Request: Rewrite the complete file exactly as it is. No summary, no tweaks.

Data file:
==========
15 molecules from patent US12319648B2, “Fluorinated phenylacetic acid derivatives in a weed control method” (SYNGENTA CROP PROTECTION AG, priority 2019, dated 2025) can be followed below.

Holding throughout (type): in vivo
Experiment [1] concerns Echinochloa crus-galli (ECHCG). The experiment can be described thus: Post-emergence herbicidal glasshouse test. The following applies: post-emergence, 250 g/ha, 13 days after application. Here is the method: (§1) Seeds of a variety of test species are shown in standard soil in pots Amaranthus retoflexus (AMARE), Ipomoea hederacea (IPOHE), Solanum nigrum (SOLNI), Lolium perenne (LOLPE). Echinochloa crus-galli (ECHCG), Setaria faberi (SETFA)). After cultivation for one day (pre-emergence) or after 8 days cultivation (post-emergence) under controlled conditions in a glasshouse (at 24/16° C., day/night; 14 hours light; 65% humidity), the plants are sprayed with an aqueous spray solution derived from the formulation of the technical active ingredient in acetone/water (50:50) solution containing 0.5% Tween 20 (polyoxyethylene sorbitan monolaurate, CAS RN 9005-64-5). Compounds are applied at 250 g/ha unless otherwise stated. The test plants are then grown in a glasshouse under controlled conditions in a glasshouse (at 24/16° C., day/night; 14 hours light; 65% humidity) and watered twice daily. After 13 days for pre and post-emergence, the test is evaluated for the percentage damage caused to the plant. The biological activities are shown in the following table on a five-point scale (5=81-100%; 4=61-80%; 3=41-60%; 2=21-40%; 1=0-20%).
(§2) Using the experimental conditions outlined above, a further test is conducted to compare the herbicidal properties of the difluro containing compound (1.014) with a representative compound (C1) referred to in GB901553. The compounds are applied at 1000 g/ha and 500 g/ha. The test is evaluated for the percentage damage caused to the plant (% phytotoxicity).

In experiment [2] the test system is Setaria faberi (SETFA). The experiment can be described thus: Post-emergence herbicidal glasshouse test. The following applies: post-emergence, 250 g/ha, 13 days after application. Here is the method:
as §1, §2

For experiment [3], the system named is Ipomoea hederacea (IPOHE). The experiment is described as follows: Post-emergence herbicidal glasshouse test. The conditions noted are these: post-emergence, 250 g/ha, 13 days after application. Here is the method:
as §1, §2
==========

15 molecules from patent US12319648B2, “Fluorinated phenylacetic acid derivatives in a weed control method” (SYNGENTA CROP PROTECTION AG, priority 2019, dated 2025) can be followed below.

Holding throughout (type): in vivo
Experiment [1] concerns Echinochloa crus-galli (ECHCG). The experiment can be described thus: Post-emergence herbicidal glasshouse test. The following applies: post-emergence, 250 g/ha, 13 days after application. Here is the method: (§1) Seeds of a variety of test species are shown in standard soil in pots Amaranthus retoflexus (AMARE), Ipomoea hederacea (IPOHE), Solanum nigrum (SOLNI), Lolium perenne (LOLPE). Echinochloa crus-galli (ECHCG), Setaria faberi (SETFA)). After cultivation for one day (pre-emergence) or after 8 days cultivation (post-emergence) under controlled conditions in a glasshouse (at 24/16° C., day/night; 14 hours light; 65% humidity), the plants are sprayed with an aqueous spray solution derived from the formulation of the technical active ingredient in acetone/water (50:50) solution containing 0.5% Tween 20 (polyoxyethylene sorbitan monolaurate, CAS RN 9005-64-5). Compounds are applied at 250 g/ha unless otherwise stated. The test plants are then grown in a glasshouse under controlled conditions in a glasshouse (at 24/16° C., day/night; 14 hours light; 65% humidity) and watered twice daily. After 13 days for pre and post-emergence, the test is evaluated for the percentage damage caused to the plant. The biological activities are shown in the following table on a five-point scale (5=81-100%; 4=61-80%; 3=41-60%; 2=21-40%; 1=0-20%).
(§2) Using the experimental conditions outlined above, a further test is conducted to compare the herbicidal properties of the difluro containing compound (1.014) with a representative compound (C1) referred to in GB901553. The compounds are applied at 1000 g/ha and 500 g/ha. The test is evaluated for the percentage damage caused to the plant (% phytotoxicity).

In experiment [2] the test system is Setaria faberi (SETFA). The experiment can be described thus: Post-emergence herbicidal glasshouse test. The following applies: post-emergence, 250 g/ha, 13 days after application. Here is the method:
as §1, §2

For experiment [3], the system named is Ipomoea hederacea (IPOHE). The experiment is described as follows: Post-emergence herbicidal glasshouse test. The conditions noted are these: post-emergence, 250 g/ha, 13 days after application. Here is the method:
as §1, §2